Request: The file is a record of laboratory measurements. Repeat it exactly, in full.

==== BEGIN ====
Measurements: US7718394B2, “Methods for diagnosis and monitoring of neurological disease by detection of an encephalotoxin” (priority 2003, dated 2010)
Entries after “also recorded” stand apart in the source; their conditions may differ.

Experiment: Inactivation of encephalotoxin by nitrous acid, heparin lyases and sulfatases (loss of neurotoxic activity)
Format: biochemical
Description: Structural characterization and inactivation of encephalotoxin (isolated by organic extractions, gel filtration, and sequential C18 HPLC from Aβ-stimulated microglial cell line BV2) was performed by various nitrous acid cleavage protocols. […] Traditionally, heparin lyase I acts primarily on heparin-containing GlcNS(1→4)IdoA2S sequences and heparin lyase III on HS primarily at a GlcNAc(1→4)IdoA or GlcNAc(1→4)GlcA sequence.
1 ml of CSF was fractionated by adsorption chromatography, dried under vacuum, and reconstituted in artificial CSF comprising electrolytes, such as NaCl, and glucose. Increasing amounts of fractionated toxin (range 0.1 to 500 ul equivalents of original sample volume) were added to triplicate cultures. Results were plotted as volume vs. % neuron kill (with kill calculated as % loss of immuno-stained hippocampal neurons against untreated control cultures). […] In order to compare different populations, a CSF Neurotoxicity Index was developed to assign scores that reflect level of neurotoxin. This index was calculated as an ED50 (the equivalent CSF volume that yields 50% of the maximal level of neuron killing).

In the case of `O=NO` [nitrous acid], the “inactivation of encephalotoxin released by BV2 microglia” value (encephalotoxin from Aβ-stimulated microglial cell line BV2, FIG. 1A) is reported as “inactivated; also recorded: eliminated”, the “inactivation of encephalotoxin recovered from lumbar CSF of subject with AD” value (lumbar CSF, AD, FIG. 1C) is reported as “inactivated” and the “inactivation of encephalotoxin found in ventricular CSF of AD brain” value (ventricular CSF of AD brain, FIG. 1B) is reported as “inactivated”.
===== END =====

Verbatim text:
Measurements: US7718394B2, “Methods for diagnosis and monitoring of neurological disease by detection of an encephalotoxin” (priority 2003, dated 2010)
Entries after “also recorded” stand apart in the source; their conditions may differ.

Experiment: Inactivation of encephalotoxin by nitrous acid, heparin lyases and sulfatases (loss of neurotoxic activity)
Format: biochemical
Description: Structural characterization and inactivation of encephalotoxin (isolated by organic extractions, gel filtration, and sequential C18 HPLC from Aβ-stimulated microglial cell line BV2) was performed by various nitrous acid cleavage protocols. […] Traditionally, heparin lyase I acts primarily on heparin-containing GlcNS(1→4)IdoA2S sequences and heparin lyase III on HS primarily at a GlcNAc(1→4)IdoA or GlcNAc(1→4)GlcA sequence.
1 ml of CSF was fractionated by adsorption chromatography, dried under vacuum, and reconstituted in artificial CSF comprising electrolytes, such as NaCl, and glucose. Increasing amounts of fractionated toxin (range 0.1 to 500 ul equivalents of original sample volume) were added to triplicate cultures. Results were plotted as volume vs. % neuron kill (with kill calculated as % loss of immuno-stained hippocampal neurons against untreated control cultures). […] In order to compare different populations, a CSF Neurotoxicity Index was developed to assign scores that reflect level of neurotoxin. This index was calculated as an ED50 (the equivalent CSF volume that yields 50% of the maximal level of neuron killing).

In the case of `O=NO` [nitrous acid], the “inactivation of encephalotoxin released by BV2 microglia” value (encephalotoxin from Aβ-stimulated microglial cell line BV2, FIG. 1A) is reported as “inactivated; also recorded: eliminated”, the “inactivation of encephalotoxin recovered from lumbar CSF of subject with AD” value (lumbar CSF, AD, FIG. 1C) is reported as “inactivated” and the “inactivation of encephalotoxin found in ventricular CSF of AD brain” value (ventricular CSF of AD brain, FIG. 1B) is reported as “inactivated”.